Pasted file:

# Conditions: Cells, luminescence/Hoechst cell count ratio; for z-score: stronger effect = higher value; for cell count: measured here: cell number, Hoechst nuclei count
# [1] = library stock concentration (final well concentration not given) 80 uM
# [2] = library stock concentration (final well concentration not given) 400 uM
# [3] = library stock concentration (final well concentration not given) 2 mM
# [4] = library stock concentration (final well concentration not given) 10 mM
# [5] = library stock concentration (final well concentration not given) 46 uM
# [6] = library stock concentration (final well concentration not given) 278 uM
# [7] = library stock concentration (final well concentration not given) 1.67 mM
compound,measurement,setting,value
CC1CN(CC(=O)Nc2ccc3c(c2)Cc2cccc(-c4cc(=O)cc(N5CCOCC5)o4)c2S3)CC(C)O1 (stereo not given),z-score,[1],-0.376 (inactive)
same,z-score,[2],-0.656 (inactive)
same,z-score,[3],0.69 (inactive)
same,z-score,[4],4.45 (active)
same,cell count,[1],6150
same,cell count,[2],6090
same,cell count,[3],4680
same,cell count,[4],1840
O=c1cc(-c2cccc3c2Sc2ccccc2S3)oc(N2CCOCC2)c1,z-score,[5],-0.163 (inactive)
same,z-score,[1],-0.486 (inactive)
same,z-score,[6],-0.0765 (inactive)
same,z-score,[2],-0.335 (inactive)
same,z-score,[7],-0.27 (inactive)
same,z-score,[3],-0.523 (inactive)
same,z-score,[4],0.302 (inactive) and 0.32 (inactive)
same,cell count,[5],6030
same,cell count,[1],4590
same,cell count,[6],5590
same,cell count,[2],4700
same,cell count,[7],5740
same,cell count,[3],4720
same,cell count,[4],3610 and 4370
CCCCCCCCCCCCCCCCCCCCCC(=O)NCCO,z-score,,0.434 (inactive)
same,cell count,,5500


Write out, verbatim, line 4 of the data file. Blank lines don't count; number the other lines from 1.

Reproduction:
# [3] = library stock concentration (final well concentration not given) 2 mM